In a chilling discovery that left Kenya shaken, 73 presumed followers of an infamous pastor were found dead in a forest earlier this month. Notorious preacher Paul Mackenzie Nthenge, a former taxi driver who reportedly preached that starvation was the key to salvation, has been under investigation for years. Although already well-known to law enforcement, the recent tragedy has led to more intense scrutiny and raised questions about how he was allowed to continue preaching despite the dangers associated with his teachings.
According to information available on the Good News International Church website, Nthenge founded the organisation in 2003, with branches established in Nairobi and along the Kenyan coast. The church reportedly attracted more than 3,000 devout followers with its goal to holistically nurture them in all aspects of Christian spirituality whilst preparing for the second coming of Jesus Christ through teaching and evangelism.
In 2017, Nthenge began sharing his sermons via YouTube, warning his followers on the platform against what he considered “demonic” practices, such as wearing wigs and using mobile money. Later that year, he was arrested on charges of “radicalisation” following a statement encouraging children not to attend school, claiming that the Bible did not recognise education. He subsequently closed the church in 2019, citing a revelation that it was time to cease operations.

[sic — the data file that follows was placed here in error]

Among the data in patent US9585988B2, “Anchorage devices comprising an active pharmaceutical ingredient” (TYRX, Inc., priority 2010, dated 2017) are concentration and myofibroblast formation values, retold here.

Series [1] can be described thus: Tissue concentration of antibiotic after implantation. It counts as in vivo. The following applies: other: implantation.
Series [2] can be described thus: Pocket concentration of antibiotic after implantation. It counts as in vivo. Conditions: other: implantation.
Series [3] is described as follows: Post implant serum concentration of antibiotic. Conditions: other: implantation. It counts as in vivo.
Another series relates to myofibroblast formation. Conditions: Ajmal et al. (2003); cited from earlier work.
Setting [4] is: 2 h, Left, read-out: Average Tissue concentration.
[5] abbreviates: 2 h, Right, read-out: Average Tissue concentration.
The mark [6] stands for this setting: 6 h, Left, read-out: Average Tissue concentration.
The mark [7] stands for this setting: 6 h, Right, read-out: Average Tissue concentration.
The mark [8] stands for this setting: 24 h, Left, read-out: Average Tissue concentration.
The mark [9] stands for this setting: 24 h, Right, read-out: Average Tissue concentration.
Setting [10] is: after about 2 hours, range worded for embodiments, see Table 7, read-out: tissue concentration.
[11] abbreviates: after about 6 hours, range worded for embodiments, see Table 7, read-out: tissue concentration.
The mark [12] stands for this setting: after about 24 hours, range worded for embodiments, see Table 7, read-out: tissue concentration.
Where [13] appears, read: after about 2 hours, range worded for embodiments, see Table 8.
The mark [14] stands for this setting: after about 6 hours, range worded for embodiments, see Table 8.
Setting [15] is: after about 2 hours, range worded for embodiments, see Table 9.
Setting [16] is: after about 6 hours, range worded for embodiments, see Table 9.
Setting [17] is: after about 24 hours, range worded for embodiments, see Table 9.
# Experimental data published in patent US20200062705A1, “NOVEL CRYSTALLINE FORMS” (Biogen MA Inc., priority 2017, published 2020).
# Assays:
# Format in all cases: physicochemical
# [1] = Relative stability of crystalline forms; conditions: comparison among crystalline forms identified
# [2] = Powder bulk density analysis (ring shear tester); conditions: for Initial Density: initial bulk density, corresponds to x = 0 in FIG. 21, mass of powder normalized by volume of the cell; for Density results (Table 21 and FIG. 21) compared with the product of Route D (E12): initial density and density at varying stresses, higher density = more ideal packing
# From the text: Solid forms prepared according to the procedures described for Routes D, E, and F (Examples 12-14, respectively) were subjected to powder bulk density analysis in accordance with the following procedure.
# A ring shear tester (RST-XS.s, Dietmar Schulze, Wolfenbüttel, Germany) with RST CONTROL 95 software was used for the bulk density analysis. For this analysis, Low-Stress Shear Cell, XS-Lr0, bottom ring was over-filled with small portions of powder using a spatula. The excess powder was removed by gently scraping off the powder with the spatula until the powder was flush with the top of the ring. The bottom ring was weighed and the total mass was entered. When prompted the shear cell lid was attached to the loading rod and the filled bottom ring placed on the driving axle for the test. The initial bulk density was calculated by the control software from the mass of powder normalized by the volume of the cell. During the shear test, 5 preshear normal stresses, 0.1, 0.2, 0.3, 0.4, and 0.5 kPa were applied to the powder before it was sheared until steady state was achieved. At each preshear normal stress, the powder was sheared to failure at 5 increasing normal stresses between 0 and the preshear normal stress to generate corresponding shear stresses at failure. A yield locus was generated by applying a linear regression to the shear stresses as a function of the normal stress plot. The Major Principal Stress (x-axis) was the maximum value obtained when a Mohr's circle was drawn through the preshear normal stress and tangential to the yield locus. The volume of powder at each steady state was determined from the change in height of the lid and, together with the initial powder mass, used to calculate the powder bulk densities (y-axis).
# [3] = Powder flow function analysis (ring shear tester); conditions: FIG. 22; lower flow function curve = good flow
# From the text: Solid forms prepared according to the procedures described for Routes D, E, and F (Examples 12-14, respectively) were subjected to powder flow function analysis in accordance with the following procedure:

Despite his controversial past, Nthenge was reportedly released on bail of 100,000 Kenyan shillings (US$700) after being arrested again in March when two children in the care of their parents, who were said to be followers, starved to death. Stating that he was “shocked about the accusations,” Nthenge’s arrest came less than a month before the grim discovery in the forest.
As authorities struggle to comprehend the magnitude of what has been dubbed the “Shakahola Forest Massacre,” Nthenge has once again surrendered to police custody and is due to appear in court on May 2. His involvement in the current investigations has led many to question how a so-called pastor with known extremist views managed to evade persecution, despite his already prominent profile.
President William Ruto has recently spoken out on the sensitive issue of Kenya’s homegrown religious movements, highlighting the nation’s ongoing struggle to regulate unscrupulous churches and cults dabbling in criminal activities. He likened Nthenge’s actions to those of terrorists who use religion to further their malevolent agendas, stating, “People like Mr Mackenzie are using religion to do exactly the same thing.”
This harrowing situation serves as a stark reminder of the importance of vigilance in regulating and supervising religious organisations in order to protect the lives and well-being of their followers. The global community will undoubtedly be following the outcome of the latest investigation into Nthenge and his church closely, seeking justice for the innocent victims of the Shakahola Forest Massacre.
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